SPO-Lab1 (Comparison of Open Source Patches)


Redis is an open-source in-memory database developed by Salvatore Sanfilippo and is currently sponsored by Redis Labs. It is one of the most popular key-value databases with support of different kinds of data structures including strings, maps, sorted sets & sets, lists, maps etc..

Library was released under BSD-3 Clause license, source code is published on github: https://github.com/antirez/redis

Redis provides extensive guidelines for code contribution standards. Users and developers report bugs or detailed feature requests through GitHub Issues Tracker. The community also uses redis subreddit (http://reddit.com/r/redis) and stack-overflow (http://stackoverflow.com/questions/tagged/redis) for communication.

For major requests, contributors are asked to create a post with detailed description on redis subreddit or drop a message to the mailing list with a proposal. Proposed features need to get an acknowledgement from the project leader before code is merged into the main repo. For minor fixes, users can just open a pull request on Github.

For Redis, I decided to track down this https://github.com/antirez/redis/pull/2134 PR as an example patch. Author of the code outlined proposed feature in PR comments and linked additional information in the description. He received a feedback a month later and was asked to fix some parts of his code as well as open an additional PR with documentation additions. Overall, It took more than one month for patch to get approved.


Kubernetes is a system for automating deployment, scaling and management of containerized applications. The library was originally designed by Google and its first version was released on July 21, 2015.

Kubernetes is licensed under Apache License 2.0 and its code base is hosted on github (see : https://github.com/kubernetes/kubernetes ). The repo has very active community: over 1,000 contributors and about 1,301,598 lines of code. The community seems to be quite welcoming towards new contributors (google devs use ‘help-wanted’ or ‘for-new-contributors’ labels for newcomers).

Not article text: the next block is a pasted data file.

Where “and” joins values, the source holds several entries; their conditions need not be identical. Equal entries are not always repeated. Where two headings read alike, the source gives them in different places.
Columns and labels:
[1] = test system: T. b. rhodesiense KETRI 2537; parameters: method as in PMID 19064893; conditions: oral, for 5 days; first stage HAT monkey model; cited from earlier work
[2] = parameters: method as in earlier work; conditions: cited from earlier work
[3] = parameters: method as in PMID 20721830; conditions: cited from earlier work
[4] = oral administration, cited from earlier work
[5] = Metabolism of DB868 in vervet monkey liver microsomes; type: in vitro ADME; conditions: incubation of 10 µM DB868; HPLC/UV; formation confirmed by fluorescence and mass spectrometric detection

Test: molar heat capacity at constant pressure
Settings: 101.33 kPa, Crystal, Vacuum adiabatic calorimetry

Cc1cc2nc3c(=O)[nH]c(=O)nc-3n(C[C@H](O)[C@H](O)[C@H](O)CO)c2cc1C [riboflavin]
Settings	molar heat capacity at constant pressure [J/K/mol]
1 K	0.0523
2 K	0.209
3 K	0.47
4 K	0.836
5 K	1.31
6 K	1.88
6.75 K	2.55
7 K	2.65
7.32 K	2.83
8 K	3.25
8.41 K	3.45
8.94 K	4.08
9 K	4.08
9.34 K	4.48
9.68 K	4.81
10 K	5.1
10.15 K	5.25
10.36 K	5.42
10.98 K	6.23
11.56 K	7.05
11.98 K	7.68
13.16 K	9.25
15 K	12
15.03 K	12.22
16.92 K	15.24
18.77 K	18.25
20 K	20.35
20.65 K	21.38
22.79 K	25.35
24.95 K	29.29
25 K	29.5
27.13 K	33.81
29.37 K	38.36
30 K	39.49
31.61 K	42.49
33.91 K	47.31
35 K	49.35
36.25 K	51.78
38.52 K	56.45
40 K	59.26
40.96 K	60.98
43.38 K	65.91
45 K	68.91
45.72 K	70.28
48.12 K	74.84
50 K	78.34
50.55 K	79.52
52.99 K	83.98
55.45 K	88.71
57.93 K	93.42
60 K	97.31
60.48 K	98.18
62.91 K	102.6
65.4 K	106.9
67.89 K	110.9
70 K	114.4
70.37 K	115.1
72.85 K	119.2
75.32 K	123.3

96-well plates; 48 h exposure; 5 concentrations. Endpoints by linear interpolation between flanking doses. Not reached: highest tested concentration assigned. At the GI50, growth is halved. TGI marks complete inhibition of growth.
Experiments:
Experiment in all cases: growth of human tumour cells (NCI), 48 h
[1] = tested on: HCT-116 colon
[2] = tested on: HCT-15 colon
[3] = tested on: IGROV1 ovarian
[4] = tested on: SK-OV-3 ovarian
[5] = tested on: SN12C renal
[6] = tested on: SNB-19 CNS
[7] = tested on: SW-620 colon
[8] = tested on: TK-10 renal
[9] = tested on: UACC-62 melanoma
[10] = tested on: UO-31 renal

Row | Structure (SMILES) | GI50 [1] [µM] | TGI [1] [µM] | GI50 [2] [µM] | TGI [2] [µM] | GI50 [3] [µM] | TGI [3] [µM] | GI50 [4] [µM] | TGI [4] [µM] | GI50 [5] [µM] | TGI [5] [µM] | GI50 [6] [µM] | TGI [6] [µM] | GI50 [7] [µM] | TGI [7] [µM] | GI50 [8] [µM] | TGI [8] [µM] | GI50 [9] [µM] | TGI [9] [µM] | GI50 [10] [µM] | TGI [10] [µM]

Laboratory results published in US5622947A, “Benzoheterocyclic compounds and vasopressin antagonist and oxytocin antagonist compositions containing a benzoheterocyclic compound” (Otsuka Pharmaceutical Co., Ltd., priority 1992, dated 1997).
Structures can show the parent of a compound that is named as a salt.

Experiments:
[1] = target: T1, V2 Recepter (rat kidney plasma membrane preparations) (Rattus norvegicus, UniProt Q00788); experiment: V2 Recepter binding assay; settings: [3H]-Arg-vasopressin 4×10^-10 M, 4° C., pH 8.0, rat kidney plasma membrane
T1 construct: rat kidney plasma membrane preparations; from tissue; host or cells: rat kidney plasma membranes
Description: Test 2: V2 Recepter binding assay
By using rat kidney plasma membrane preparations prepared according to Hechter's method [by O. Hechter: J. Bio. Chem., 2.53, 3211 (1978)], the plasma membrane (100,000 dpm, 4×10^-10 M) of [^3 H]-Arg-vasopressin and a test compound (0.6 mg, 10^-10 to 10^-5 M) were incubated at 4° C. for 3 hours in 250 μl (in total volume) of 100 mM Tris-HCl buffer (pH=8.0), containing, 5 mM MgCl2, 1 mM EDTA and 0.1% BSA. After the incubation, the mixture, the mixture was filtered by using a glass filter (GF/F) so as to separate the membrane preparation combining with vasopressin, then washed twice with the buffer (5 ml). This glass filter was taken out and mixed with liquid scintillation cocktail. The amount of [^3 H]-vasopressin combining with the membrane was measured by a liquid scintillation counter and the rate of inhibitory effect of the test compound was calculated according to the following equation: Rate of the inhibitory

New bug reports or features proposals are submitted through GitHub Issues Tracker. Google provides extensive guidelines ( see https://github.com/kubernetes/community ) for code and contribution standards. Interesting fact, they make contributors sign Contributor License Agreement (CLA, either individual or corporate) prior to accepting pull requests (If you don’t do it, google bot will track you down).

I chose PR #51505 as an example (see https://github.com/kubernetes/kubernetes/pull/51505 ). The author referenced github issue in PR description (see https://github.com/kubernetes/kubernetes/issues/47889). Google devs approved code for testing with ’/ok-to-test’ comment ( this was picked up by a google bot that initiates automatic testing ). PR author was asked to modify some code and it was approved in less than 10 days (in total).

Final Thoughts

Overall, it seems like Redis has a lot of ‘stale’ issues and pull requests with no comments from repo maintainers (some open PRs are dating back to 2010…). If you decide to open a PR for Redis, there’s a good chance it will be ignored.

Unlike Redis, Kubernetes enforces more code standards and has established development flow that involves testing and code reviews. Kubernetes repo seems to be more structured and PR authors are almost 100% guaranteed to receive some feedback.

Written on September 17, 2017